Our friends at Crescent Cove have taught us, through living out their mission today with generosity and love, that there are key things a family needs to keep going: Respite in both the small and big moments of life. Thanks to Crescent Cove we have had a massage therapist visit our home to give Levi, mom and dad massages, meals delivered, a special trip on a firetruck, and a long weekend get-away.
We as a family have peace of mind that when Levi reaches his end-of-life, we will have a place to go (that is not a hospital) where his medical needs will be supported and we can focus fully on being mom and dad and savoring his final moments together as a family. We are one of thousands of families in MN who TODAY are living with a child with a life limiting condition. It is our vision that every family would have access to quality respite and moments of pure joy to help strengthen and sustain them to run this marathon with perseverance, and peace of mind that when their child enters the end-of-life stage, there is a place they can go and be together as a family. Together we can build this house!
Steven was born on a beautiful day in July, in the island country of Fiji, after a long and problematic pregnancy. We knew something was wrong with our baby because in the first trimester, I had problems with bleeding and had to go on bed rest. By the 5th month of gestation the doctors thought he wasn’t growing properly. After an ultrasound, we found out that his femur bone was 5 weeks behind on development compared to the rest of his body. We had no idea what to expect and no specialist could help us with all of our questions.
The day finally arrived when we got our baby boy. Until then I had hopes that it was just a mistake, maybe he would be fine. But we could tell at once that he had chronic problems. Steven looked like an old man. He had yellow skin with a purple mouth and nose. He weighed about 3 pounds. His head wasn’t totally formed and he had a caved-in or sunken chest, which later we learned was called “pectus excavatum.” He had an extra finger that the doctor removed. His thumbs looked like fingers.
We were discharged from the hospital 4 days later and took our baby home. There were no clothes for premature babies in Fiji. Even the few we got as gifts from friends from Australia were too big.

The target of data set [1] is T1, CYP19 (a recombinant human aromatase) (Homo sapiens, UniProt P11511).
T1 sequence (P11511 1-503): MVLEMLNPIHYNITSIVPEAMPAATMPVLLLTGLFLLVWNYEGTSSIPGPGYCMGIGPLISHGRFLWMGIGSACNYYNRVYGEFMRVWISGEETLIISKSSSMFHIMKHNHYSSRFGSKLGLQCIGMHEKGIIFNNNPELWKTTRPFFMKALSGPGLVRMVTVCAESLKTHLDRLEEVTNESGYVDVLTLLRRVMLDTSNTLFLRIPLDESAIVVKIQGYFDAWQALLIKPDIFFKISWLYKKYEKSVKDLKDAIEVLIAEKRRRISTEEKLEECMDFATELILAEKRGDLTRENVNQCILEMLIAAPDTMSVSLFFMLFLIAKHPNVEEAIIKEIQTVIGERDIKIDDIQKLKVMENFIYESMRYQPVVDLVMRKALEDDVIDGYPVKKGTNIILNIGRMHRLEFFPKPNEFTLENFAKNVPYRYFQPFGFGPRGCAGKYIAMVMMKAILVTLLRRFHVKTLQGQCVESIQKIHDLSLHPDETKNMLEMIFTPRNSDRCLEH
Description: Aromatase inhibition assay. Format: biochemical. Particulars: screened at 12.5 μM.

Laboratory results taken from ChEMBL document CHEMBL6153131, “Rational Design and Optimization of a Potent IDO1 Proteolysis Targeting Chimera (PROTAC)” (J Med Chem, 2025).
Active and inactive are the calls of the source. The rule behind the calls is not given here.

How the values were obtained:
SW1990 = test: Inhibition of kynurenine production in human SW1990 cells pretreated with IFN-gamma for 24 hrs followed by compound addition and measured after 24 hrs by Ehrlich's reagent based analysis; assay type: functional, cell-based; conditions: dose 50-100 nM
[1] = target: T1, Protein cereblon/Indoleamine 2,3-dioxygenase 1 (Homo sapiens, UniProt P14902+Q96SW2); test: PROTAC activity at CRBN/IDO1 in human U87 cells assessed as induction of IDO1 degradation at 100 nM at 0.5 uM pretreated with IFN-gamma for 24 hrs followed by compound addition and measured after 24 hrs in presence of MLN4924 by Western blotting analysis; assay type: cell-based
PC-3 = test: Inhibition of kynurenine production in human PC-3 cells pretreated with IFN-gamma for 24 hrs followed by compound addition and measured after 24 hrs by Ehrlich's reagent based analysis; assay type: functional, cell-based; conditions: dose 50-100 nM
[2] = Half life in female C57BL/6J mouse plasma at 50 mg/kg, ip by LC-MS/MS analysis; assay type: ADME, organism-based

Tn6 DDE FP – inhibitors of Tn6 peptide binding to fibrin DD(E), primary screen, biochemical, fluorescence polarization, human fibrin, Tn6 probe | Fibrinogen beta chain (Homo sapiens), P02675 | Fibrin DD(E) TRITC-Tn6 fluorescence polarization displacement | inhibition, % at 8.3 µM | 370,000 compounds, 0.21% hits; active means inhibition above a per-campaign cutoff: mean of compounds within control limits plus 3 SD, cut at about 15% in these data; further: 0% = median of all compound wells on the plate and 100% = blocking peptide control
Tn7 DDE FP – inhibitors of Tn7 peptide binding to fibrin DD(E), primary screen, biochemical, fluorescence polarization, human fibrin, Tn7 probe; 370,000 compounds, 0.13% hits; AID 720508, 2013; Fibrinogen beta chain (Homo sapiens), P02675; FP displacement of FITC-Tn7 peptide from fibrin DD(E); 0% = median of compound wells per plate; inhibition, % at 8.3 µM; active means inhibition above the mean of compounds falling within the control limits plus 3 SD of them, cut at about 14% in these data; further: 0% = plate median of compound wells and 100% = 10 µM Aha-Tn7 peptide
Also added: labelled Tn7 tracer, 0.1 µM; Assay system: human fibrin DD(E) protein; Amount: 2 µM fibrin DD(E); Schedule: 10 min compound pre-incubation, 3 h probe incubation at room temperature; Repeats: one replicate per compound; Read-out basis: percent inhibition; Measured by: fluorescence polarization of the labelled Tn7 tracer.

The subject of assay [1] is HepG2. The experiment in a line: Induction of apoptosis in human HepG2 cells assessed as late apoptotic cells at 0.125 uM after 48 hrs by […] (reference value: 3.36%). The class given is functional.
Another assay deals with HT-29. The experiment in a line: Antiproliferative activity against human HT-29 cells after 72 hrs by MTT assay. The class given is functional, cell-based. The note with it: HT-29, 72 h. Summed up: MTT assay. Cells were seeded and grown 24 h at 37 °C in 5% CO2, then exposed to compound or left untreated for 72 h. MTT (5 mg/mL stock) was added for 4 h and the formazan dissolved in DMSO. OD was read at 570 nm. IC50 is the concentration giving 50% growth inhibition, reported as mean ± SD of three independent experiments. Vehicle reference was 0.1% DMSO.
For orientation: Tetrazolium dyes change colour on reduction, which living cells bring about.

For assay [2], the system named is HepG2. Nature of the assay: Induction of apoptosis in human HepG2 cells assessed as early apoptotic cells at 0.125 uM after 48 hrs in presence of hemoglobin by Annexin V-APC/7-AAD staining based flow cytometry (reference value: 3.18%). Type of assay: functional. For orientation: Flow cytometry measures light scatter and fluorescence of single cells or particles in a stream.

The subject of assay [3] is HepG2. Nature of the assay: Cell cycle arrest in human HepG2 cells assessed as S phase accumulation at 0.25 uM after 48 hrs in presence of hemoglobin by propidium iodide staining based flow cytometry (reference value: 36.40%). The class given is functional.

Contrary to my hopes, Steven didn’t get better. Instead he got worse. He sucked on the bottle but didn’t pull anything out of it. He got anemic and dehydrated within the following two months. When we took him to the doctor, she basically said: “Let him go and have another one.” That’s when we realized we had to come back home and leave the mission work that we loved.
Steven was hospitalized the week before we left Fiji. I slept on a dirty floor beside his incubator, which still had blood and milk stains from the previous occupant. The doctor’s ego was hurt when we told him we would bring Steven back to the U.S. He didn’t want to give us the release to travel. When the day of our departure arrived, my husband went to the hospital, took Steven and me from the PICU, and we drove straight to the International airport.
There is so much I would like to say about returning to America. The care and concern we have felt from others has been so special. At the Los Angeles airport a stranger bought a balloon and sought us out to give it to our five year old son. Children’s Hospital is so much cleaner than the hospital in Fiji. It felt like a five star hotel. What a change, what a wonderful experience!
Our first stay at Children’s was for a little over two weeks. Besides the many tests to find out what kind of medical help he needed, we also tried to find where he fit in the world of syndromes. It was three months later when the geneticist finally broke the news to us that Steven was probably the 25th case known of the “De Barsy Syndrome.” This syndrome has many symptoms, including premature aging. He had cataract surgery at 6 months of age. He wears braces for his hands and feet and a body brace for his back because of scoliosis. He has a chronic case of acid reflux as well. But thanks to God and the wonderful team of doctors, nurses and care givers, Steven is doing well. He loves going to school. He is very playful. He loves playing with his older brother. He laughs at people sneezing. He is our little sunshine.
Every day children are born or diagnosed with life-limiting conditions. Balancing the fight for the life of a child with the responsibilities of the costs associated with medical care causes constant heartaches and emotional strain to the family. Families in this circumstance need community support as the 24-hour care cycle becomes their unrelenting focus. Crescent Cove intends to support these families – freeing up every day cares so that the family can take a needed and deserved emotional and physical break, to spend as they see fit: with their partner, other children, family, or simply to re-energize.